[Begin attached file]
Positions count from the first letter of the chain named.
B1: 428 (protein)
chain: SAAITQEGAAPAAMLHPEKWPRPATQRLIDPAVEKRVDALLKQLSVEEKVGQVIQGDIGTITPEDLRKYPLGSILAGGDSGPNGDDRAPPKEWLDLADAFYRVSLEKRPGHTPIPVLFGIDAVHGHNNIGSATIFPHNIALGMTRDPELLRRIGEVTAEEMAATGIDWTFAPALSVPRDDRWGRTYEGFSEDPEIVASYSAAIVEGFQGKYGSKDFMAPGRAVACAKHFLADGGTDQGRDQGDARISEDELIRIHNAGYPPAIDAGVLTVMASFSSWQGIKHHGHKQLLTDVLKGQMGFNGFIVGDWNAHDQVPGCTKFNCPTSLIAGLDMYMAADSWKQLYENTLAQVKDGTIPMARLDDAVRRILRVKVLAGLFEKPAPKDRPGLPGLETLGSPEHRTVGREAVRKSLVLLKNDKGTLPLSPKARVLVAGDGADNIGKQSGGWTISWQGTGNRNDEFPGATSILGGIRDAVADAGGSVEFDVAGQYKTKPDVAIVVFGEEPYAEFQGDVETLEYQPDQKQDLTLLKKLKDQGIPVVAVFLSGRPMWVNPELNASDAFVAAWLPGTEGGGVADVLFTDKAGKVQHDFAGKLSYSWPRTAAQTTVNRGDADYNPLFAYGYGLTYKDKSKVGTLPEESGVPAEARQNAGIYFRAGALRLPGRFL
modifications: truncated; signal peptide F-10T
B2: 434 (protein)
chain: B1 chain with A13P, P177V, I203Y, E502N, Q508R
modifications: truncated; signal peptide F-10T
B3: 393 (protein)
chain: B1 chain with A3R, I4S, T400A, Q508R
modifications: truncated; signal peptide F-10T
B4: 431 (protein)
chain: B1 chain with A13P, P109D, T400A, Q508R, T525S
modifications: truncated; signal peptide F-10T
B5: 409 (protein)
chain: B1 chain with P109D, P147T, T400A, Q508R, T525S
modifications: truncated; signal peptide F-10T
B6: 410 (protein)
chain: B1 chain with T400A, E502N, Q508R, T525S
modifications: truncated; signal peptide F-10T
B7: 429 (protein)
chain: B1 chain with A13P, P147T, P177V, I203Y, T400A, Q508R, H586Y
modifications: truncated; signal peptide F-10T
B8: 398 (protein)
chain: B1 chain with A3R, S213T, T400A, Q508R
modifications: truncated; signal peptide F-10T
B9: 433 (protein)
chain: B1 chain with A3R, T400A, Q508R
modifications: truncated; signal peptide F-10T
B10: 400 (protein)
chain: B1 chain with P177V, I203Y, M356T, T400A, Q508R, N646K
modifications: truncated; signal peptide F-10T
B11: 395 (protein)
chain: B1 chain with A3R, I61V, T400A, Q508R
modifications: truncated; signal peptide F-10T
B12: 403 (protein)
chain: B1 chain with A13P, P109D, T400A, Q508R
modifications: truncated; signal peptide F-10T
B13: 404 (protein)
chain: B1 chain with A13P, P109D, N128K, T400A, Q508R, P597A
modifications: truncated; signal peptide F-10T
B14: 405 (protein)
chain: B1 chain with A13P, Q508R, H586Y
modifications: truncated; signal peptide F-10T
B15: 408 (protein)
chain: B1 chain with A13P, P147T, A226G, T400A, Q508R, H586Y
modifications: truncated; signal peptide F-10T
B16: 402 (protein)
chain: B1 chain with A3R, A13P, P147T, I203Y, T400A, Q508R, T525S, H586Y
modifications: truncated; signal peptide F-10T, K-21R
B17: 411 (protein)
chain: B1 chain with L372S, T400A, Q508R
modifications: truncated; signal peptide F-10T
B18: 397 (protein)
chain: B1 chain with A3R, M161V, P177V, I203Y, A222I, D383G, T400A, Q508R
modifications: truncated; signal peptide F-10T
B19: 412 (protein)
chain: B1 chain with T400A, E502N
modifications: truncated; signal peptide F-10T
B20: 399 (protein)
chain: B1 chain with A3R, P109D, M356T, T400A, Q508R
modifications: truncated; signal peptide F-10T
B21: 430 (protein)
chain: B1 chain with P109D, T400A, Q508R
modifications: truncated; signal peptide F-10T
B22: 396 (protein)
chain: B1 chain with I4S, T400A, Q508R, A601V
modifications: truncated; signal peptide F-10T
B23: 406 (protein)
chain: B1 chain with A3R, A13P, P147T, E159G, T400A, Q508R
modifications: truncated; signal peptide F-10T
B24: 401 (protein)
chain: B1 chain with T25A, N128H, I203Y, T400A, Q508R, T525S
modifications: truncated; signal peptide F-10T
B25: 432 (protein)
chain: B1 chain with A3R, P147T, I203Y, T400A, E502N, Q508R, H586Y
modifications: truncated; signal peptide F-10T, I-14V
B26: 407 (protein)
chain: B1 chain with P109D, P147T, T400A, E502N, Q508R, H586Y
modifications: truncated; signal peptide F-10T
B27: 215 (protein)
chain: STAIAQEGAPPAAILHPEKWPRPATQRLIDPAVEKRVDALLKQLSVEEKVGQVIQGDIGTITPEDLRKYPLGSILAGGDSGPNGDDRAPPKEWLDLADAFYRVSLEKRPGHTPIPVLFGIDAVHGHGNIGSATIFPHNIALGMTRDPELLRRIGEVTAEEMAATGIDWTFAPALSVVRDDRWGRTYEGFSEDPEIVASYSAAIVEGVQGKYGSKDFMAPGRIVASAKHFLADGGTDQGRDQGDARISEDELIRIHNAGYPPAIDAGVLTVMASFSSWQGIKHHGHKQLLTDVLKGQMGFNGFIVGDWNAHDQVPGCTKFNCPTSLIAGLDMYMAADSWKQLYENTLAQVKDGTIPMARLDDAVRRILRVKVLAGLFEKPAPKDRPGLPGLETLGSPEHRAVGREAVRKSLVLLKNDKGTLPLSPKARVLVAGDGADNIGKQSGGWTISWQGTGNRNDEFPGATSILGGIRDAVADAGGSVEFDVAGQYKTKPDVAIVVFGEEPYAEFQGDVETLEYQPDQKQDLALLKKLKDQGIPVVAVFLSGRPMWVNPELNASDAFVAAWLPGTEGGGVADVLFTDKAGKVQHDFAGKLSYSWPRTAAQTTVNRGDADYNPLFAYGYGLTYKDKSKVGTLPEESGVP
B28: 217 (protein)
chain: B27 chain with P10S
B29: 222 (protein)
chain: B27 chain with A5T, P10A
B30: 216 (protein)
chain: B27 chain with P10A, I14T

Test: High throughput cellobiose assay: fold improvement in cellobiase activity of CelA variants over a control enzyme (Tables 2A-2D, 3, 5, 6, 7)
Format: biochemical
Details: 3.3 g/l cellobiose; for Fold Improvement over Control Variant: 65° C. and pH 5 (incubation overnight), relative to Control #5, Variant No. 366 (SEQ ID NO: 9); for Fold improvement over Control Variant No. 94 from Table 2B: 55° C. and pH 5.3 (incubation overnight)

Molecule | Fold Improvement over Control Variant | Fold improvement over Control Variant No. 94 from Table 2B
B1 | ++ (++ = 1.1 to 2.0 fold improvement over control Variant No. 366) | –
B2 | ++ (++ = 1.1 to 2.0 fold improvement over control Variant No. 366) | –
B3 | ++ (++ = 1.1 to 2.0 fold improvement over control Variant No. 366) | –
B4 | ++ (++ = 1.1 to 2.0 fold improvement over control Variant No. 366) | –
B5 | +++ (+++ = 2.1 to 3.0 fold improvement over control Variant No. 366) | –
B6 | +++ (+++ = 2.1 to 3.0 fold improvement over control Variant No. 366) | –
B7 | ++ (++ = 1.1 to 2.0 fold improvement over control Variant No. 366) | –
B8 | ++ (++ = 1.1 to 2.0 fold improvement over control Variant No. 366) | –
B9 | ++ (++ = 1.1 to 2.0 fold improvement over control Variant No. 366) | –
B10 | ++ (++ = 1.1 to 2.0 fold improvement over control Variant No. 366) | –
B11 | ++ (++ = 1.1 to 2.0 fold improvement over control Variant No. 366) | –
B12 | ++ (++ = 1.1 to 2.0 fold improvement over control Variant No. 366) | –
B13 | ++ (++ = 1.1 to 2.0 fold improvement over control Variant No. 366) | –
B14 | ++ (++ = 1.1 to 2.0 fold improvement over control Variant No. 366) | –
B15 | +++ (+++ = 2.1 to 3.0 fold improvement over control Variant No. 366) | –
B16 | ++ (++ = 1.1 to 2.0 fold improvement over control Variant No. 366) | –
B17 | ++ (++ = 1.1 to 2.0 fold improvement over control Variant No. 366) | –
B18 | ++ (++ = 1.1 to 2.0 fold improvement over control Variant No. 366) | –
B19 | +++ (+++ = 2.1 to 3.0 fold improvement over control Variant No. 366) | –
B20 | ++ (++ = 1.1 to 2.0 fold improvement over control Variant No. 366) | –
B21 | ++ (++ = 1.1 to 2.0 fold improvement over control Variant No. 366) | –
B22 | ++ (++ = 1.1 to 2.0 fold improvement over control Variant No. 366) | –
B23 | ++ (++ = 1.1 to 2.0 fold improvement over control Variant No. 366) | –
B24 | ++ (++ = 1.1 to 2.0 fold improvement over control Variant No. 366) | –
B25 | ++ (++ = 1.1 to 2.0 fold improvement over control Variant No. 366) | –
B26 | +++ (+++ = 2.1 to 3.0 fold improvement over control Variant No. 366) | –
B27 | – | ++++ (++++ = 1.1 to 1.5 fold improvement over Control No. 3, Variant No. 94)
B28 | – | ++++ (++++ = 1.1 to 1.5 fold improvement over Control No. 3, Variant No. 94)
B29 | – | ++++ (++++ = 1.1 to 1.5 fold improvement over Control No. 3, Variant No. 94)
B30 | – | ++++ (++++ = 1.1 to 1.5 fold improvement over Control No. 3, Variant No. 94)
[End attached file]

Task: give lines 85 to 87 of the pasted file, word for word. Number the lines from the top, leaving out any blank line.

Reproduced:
chain: B27 chain with A5T, P10A
B30: 216 (protein)
chain: B27 chain with P10A, I14T